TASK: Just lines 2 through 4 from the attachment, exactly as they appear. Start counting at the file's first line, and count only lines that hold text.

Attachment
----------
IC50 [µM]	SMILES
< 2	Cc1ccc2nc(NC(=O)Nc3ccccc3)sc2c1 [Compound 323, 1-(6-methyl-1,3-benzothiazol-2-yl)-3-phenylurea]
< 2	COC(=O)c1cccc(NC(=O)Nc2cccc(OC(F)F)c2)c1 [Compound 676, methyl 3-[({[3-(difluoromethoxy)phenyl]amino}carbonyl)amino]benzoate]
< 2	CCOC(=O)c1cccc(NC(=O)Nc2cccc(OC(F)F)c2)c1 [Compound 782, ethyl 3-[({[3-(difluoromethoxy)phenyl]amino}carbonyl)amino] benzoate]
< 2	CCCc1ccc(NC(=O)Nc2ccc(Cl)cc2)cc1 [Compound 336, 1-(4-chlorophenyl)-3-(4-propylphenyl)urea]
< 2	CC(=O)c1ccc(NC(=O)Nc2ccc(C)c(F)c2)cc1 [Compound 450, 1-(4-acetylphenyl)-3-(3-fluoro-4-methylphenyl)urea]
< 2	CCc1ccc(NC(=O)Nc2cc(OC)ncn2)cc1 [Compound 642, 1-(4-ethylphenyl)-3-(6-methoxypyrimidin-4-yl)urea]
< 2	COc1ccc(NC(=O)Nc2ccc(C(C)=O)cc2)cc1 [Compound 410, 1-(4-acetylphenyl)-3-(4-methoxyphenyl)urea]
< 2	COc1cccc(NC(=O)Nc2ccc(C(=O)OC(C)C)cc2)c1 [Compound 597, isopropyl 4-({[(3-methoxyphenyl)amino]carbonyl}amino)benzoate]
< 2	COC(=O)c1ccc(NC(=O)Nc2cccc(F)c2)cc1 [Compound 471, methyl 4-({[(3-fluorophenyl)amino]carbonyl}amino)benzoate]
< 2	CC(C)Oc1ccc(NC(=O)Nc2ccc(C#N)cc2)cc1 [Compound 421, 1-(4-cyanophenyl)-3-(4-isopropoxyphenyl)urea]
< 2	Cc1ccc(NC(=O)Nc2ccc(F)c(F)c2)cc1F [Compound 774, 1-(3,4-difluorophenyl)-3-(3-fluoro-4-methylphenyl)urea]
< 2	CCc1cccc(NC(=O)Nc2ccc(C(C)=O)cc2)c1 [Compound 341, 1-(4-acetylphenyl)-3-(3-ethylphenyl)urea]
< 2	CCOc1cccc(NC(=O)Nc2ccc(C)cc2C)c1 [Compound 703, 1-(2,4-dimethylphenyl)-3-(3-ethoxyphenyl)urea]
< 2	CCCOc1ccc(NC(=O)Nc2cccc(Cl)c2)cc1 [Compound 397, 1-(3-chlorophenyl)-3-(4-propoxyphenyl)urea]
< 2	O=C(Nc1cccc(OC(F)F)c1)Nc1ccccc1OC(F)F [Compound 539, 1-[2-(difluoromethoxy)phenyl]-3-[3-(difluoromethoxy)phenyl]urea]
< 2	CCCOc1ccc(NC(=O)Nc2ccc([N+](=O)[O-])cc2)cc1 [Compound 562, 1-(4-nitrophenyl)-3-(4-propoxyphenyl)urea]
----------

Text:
< 2	Cc1ccc2nc(NC(=O)Nc3ccccc3)sc2c1 [Compound 323, 1-(6-methyl-1,3-benzothiazol-2-yl)-3-phenylurea]
< 2	COC(=O)c1cccc(NC(=O)Nc2cccc(OC(F)F)c2)c1 [Compound 676, methyl 3-[({[3-(difluoromethoxy)phenyl]amino}carbonyl)amino]benzoate]
< 2	CCOC(=O)c1cccc(NC(=O)Nc2cccc(OC(F)F)c2)c1 [Compound 782, ethyl 3-[({[3-(difluoromethoxy)phenyl]amino}carbonyl)amino] benzoate]